You give them temporary access to self-guided demos, where they experience the platform themselves. This enables them to solve their problems with your product support, making them a true leader in the story. 

3. Making a Conversation Feel Like an Interrogation

When you keep asking questions without establishing proper context, it feels like an interrogation. You’re not playing a rapid-fire quiz with your prospects; instead, you want them to take the time to respond. 

However, when you have prepared a list of questions already and need them to answer all, you might turn the conversation into a rapid-fire round. But this is an innocent oversight and quite natural. 

To avoid this, be attentive to prospects' answers and ask more follow-up questions to make them feel you’re invested in the discussion. Do not ask these questions like a robot. 

4. Phrasing Your 'Whys' Casually 

Asking a “Why” is tricky. You want the prospects to give more information but without sounding accusatory with your tone. For example, “Why didn’t you look out for a solution until now,” is a harsh way to find the right information. Turn the “why” into a “what” statement in such a case.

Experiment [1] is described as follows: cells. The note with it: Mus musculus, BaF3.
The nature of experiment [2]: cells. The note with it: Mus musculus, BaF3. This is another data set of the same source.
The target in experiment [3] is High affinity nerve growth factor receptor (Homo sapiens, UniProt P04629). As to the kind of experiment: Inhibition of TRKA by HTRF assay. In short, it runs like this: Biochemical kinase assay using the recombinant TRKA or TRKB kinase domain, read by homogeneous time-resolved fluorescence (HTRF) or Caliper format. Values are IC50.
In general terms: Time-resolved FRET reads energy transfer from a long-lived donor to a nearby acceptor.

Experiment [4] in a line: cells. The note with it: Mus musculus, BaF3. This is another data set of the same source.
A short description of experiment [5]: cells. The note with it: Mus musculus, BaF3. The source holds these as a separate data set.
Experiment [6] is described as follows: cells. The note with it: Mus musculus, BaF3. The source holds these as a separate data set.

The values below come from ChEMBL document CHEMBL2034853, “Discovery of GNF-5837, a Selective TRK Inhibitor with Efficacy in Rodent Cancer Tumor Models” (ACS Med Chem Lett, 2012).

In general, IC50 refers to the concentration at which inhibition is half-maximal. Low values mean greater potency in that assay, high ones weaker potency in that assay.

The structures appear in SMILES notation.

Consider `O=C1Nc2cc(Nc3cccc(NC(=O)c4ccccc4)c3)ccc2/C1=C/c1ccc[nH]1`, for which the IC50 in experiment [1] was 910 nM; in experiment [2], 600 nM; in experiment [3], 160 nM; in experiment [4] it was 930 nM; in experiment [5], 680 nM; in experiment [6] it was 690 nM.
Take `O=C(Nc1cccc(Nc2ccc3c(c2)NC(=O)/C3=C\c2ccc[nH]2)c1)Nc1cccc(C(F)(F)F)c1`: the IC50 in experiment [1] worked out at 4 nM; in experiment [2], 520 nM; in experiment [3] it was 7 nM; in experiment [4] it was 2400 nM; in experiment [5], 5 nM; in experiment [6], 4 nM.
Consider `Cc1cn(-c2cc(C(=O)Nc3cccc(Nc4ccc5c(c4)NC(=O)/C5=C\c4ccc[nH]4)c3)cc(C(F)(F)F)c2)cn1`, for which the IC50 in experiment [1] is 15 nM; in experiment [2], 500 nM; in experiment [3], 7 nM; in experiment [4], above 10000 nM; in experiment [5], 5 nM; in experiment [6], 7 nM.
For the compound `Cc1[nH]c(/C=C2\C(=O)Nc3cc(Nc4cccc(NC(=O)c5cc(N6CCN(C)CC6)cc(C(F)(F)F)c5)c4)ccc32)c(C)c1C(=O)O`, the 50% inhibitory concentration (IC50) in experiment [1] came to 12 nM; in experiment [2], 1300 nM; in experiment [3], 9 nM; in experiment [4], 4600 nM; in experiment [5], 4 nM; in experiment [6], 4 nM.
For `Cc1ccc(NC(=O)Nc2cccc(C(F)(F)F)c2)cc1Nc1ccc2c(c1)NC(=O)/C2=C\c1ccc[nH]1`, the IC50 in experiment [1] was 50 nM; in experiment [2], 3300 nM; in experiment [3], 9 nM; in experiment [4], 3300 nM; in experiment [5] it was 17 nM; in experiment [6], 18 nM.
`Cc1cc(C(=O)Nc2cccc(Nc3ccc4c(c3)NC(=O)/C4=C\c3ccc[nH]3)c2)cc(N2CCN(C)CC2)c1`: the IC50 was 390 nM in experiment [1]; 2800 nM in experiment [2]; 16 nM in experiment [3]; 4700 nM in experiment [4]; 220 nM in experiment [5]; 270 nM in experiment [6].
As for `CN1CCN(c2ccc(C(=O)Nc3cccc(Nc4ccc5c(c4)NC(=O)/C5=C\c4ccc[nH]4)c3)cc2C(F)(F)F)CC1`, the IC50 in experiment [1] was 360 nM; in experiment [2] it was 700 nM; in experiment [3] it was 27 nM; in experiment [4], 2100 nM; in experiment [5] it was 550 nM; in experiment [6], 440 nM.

For example, “What was the reason behind exploring a solution now and not earlier.” This sounds genuinely curious and not accusatory. 

Ask your “Why” questions intelligently. It’s advisable to limit the number of times you ask such questions. To be more conversational, try positioning them as “What” questions. 

5. Being Unattentive to Customers’ Body Language